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Environmental Justice Groups and Community leaders say the City of Chicago and Mayor Lightfoot Have Deepened Segregation and Discrimination, Call on Feds to Investigate.

Today, Chicago Southeast Side community leaders and environmental justice organizations are announcing the filing of a civil rights complaint that points to actions by the Lightfoot administration and Chicago City Council members as deepening housing segregation and discrimination.

The complaint points to the City’s long history of discriminatory industrial land-use policies, including rezoning to enable a luxury development in the wealthy, predominantly white Lincoln Park neighborhood while pushing heavy industry to low-income Black and Brown communities.

Residents say that actions by City officials are continuing to facilitate the move of heavy industry from predominantly white, gentrified neighborhoods to low-income Black and Latino communities already overburdened with dirty industry. The complaint, filed with the U.S. Department of Housing and Urban Development (HUD) under the Fair Housing Act, says that Chicagoans living near industrial corridors have been subjected to discriminatory treatment and increased segregation as a direct result of land use and zoning decisions made by the City of Chicago.

Mayor Lightfoot’s support for the relocation of an industrial recycling facility that nearby residents have complained about for decades from the posh Lincoln Park neighborhood to the majority working class, Latino and Black neighborhood in the city’s Southeast Side sparked the civil rights complaint. Activists are joining a growing national movement for racial equity and justice by elevating environmental and health issues that are too often ignored.

Among those supporting the civil rights complaint are:

  • Peggy Salazar – Director of the Southeast Environmental Task Force
  • Marcelina Pedraza – Southeast Side resident
  • Lauren Bianchi – Area school teacher and member of Southeast Side Coalition to Ban Petcoke
  • Nancy Loeb – Northwestern’s Law’s Environmental Advocacy Clinic
  • Pastor Matthew Zemanick – Local minister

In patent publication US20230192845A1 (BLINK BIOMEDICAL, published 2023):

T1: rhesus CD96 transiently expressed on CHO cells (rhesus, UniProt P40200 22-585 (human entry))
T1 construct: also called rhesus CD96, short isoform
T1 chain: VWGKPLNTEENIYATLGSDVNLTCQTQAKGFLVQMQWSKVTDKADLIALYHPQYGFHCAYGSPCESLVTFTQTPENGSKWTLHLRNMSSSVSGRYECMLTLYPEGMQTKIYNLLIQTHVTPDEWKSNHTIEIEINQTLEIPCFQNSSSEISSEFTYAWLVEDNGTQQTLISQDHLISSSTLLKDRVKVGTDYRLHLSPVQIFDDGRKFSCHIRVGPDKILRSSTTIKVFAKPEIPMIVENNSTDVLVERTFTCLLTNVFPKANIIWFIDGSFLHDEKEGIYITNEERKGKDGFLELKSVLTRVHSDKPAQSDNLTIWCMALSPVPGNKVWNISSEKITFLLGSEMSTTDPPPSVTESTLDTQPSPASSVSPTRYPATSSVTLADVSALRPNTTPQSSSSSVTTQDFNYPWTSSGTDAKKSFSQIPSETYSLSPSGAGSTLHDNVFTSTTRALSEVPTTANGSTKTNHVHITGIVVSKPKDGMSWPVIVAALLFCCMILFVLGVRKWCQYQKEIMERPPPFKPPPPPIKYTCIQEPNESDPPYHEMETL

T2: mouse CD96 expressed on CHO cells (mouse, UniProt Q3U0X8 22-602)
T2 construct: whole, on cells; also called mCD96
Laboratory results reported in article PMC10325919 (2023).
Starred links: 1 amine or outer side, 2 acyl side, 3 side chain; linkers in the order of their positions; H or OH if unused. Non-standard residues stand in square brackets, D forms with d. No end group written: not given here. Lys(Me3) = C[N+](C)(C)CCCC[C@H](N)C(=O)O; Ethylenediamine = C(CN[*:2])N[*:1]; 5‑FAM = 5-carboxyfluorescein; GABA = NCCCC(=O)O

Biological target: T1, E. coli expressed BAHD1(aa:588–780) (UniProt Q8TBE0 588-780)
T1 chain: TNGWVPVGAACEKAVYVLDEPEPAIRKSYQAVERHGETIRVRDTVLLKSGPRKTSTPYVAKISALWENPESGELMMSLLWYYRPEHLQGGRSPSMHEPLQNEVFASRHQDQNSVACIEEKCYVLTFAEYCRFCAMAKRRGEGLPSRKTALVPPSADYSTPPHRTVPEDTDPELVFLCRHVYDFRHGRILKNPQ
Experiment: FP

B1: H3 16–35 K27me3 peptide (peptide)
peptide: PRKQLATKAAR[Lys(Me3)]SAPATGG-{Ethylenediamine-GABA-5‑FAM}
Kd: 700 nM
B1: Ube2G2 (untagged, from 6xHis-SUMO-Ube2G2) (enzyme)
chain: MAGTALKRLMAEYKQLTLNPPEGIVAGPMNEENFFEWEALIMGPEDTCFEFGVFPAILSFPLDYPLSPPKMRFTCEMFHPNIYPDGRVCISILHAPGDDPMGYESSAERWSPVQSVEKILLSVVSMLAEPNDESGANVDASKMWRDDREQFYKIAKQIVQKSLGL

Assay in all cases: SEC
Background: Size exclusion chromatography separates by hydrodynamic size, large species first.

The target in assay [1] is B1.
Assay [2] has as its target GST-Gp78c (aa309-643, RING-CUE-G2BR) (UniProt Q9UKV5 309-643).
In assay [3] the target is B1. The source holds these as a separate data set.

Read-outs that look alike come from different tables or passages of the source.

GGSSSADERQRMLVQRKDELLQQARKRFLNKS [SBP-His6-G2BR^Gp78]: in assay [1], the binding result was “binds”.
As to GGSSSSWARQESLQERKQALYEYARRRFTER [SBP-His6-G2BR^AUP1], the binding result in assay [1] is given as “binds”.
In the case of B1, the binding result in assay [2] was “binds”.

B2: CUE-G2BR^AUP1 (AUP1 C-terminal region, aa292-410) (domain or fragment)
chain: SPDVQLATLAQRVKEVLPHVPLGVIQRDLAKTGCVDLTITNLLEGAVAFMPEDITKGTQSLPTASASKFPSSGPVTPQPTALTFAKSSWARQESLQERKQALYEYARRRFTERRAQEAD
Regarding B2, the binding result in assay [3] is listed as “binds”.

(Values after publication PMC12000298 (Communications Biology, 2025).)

• Keith Harley – Chicago Legal Clinic
  • Daryl Grable – Chicago Legal Clinic


For Chicagoans residing near industry, decades of exposure to environmental contaminants put residents at risk every time they go to the park, to school, or even attempt to enjoy family time in their backyard. Across the country, heavy industries continue to do business as usual—or worse—and threaten people’s health while they shelter in place.

While the upscale Chicago Lincoln Park neighborhood had a robust planning process to help cleaner and diverse developments like Lincoln Yards take the place of dangerous industry, Chicago’s neighborhoods of color are only being dumped with more heavy industry, including those moving directly to the working-class neighborhood of Southeast Side from the gentrified Lincoln Park.

The City has supported the relocation despite decades of community complaints, multiple environmental liability findings and a slew of recent notices of violation over noxious fumes, explosions, and other environmental issues at the current Lincoln Park facility, as well as the City’s recognition of the disparate environmental burden borne by Southeast Side residents.

Additionally, recent Trump EPA rollbacks on reporting and monitoring for polluters across the country, are worsening the situation for environmental justice communities across the country.

Source of original article: Black Star News (
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